* Dezhou, China’s solar city

China knows it is a major emitter of green gases and polluter. But it is also at the forefront of trying to minimize the effects without slowing down economic development. One example is Dezhou, a city not very far from Beijing.

Here is one image –

But if you want to get a proper impression go to – http://inhabitat.com/china-building-the-biggest-solar-energy-production-base-in-the-whole-world/dezhou-solar-valley-1/

Also read – http://www.renewableenergyworld.com/rea/news/article/2012/06/solar-thermal-scales-new-heights-in-china – extracts below:

“Ask any six-year-old in a Chinese street, ‘What’s a solar water heater and what’s it for?’ Without hesitation they will tell you: ‘A solar water heater is on the roof of a building to make hot water for the shower’. This story is told by Hongzhi Cheng, vice secretary-general of the Beijing-based Chinese Solar Thermal Industry Federation (CSTIF) and head of The Sun’s Vision, a company based in the city of Dezhou in Shandong province.

Dezhou, one hour by car south of Beijing, has become one of China’s solar towns due to the presence of Himin Solar, one of the country’s largest solar water heater manufacturers. For a German visitor with an interest in solar thermal technology, driving in the city provides an exciting tour past scores of roof and facade installations.

From Retrofits to Central Systems

Dezhou is also a great city to see how the solar thermal industry is developing from retrofitted systems for individual households towards large-scale rooftop solar fields serving entire buildings.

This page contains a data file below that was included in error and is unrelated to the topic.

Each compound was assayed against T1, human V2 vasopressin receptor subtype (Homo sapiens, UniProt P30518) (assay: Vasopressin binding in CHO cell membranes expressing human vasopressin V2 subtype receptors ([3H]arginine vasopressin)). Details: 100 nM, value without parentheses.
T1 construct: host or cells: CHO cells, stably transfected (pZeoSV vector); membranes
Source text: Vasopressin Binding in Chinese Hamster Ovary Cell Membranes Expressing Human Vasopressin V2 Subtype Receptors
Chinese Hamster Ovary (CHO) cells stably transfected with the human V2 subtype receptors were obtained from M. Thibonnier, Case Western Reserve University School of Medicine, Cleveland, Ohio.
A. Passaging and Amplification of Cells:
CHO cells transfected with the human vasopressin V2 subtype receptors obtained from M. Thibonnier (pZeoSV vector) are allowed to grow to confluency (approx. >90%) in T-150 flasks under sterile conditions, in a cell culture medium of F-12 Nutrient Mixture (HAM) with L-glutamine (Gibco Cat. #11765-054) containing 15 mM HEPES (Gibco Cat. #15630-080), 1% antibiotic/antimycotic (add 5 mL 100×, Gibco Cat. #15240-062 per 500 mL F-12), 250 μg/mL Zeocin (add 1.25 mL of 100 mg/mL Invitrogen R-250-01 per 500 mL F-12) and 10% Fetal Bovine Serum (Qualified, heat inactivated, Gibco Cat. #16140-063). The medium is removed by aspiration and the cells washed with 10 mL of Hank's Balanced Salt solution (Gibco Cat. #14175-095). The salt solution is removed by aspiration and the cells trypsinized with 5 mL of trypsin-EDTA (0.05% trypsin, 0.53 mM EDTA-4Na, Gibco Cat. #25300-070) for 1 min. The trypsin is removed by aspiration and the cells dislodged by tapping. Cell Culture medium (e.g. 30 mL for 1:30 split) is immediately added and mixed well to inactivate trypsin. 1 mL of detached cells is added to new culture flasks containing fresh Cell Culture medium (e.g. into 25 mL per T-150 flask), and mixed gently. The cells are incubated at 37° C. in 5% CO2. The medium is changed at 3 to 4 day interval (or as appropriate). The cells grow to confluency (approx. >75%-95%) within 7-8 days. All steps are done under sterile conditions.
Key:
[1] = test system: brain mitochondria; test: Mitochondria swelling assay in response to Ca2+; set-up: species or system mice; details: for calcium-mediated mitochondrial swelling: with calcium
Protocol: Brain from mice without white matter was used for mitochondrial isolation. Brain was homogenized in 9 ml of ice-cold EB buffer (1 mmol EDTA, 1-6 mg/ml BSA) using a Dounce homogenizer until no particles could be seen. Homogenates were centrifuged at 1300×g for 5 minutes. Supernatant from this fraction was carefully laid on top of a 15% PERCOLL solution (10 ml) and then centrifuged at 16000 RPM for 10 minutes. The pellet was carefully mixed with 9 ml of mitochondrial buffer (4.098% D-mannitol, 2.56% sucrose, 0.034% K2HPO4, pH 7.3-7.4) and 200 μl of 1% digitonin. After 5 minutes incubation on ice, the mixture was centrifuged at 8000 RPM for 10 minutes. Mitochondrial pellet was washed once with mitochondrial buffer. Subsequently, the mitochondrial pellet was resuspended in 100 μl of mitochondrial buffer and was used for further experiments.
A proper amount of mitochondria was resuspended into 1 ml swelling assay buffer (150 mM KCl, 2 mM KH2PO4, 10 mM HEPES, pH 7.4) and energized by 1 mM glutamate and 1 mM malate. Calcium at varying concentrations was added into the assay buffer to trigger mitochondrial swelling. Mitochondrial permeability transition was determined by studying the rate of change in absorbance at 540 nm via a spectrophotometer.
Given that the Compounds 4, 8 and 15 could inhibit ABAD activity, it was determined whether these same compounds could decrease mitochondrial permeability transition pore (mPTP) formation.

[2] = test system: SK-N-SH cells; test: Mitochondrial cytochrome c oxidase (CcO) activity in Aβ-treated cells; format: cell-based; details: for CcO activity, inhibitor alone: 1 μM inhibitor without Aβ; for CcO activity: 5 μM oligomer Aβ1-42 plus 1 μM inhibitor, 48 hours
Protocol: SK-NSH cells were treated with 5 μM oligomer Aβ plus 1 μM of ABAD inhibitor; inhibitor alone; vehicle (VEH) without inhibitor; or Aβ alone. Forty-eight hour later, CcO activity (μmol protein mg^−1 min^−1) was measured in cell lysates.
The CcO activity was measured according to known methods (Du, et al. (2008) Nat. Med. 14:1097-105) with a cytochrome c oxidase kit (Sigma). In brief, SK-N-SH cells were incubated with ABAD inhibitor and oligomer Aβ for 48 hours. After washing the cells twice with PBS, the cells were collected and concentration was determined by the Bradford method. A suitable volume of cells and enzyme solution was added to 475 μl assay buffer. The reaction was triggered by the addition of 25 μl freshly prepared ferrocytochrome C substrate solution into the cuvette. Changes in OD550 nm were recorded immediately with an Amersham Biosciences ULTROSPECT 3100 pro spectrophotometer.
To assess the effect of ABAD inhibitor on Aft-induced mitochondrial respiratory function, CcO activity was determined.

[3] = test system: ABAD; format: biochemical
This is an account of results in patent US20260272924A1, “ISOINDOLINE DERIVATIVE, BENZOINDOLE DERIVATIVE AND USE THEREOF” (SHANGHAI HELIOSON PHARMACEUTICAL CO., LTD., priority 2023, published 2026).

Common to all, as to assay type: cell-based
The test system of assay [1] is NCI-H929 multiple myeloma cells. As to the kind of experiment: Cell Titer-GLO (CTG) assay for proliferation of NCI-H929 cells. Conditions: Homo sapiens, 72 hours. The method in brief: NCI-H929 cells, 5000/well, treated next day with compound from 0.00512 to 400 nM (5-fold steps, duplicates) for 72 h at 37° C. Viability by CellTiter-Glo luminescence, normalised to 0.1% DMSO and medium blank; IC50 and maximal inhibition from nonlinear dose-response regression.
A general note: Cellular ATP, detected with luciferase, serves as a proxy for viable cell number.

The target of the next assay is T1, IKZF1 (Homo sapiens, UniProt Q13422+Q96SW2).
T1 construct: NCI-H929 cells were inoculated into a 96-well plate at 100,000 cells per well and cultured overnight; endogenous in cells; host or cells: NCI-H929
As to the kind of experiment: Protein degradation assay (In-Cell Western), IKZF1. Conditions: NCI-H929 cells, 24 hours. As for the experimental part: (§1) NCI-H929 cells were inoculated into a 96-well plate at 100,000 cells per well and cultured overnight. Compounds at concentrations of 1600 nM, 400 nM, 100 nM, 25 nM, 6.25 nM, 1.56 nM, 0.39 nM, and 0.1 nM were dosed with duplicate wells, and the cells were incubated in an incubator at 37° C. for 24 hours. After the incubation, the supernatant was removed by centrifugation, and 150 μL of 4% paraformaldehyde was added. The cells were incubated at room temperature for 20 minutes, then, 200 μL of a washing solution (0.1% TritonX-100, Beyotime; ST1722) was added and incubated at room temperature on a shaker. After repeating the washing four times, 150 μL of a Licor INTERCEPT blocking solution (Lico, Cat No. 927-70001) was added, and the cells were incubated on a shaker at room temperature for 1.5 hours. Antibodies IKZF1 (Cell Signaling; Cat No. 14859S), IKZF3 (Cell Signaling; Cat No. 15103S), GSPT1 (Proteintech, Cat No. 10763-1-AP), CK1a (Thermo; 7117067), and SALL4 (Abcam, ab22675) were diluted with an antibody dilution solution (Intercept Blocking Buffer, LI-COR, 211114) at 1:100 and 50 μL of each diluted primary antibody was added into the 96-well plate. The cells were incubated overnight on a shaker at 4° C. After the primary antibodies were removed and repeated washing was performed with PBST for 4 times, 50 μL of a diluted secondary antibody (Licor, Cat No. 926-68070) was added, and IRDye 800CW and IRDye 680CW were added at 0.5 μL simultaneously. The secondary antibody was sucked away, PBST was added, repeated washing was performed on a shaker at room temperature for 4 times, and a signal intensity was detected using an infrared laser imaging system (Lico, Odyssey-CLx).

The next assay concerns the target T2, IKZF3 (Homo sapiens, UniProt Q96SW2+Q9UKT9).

Building-integrated Systems Take Off

The third generation of solar thermal technology in China consists of building-integrated systems. Himin Solar is blazing a trail with several demonstration projects in Dezhou’s ‘Solar Valley’.

Pressurised Balcony Systems

Each flat at these new developments also includes a vacuum tube collector installed in the facade and a 300-litre tank on the balcony to supply hot water. These solar systems represent a totally new generation of residential solar water usage in China. They are pressurised, indirect systems with u-pipe collectors, and a closed-loop solar circuit filled with glycol. If the facade collector fails to reach 60°C, the electric element in the tank compensates. Solar domestic hot water is therefore separate from the buildings’ central heating and cooling system.

Sales Double for Balcony Systems

Balcony systems are popular for multi-family buildings that lack roof space for a solar unit for each apartment. ‘We produced 60,000 tanks for balcony systems last year and we expect a doubling this year,’ says Jie Xu, Linuo Paradigma’s production manager.

China’s tall buildings seem to have no upper limit for solar thermal installations. The industry aims high and still has huge growth potential, says Hongzhi Cheng. ‘Only 30% of the market demand is fulfilled yet in the rural area. We expect the rural segment to grow [from around RMB100 billion ($15 billion) today] to RMB600 million.’ But he predicts even stronger growth of thousands of billions of renminbi for the large-scale solar thermal sector. European visitors will then be astonished by even more solar thermal installations on Chinese skylines.”

See also: https://chindia-alert.org/economic-factors/greening-of-china/

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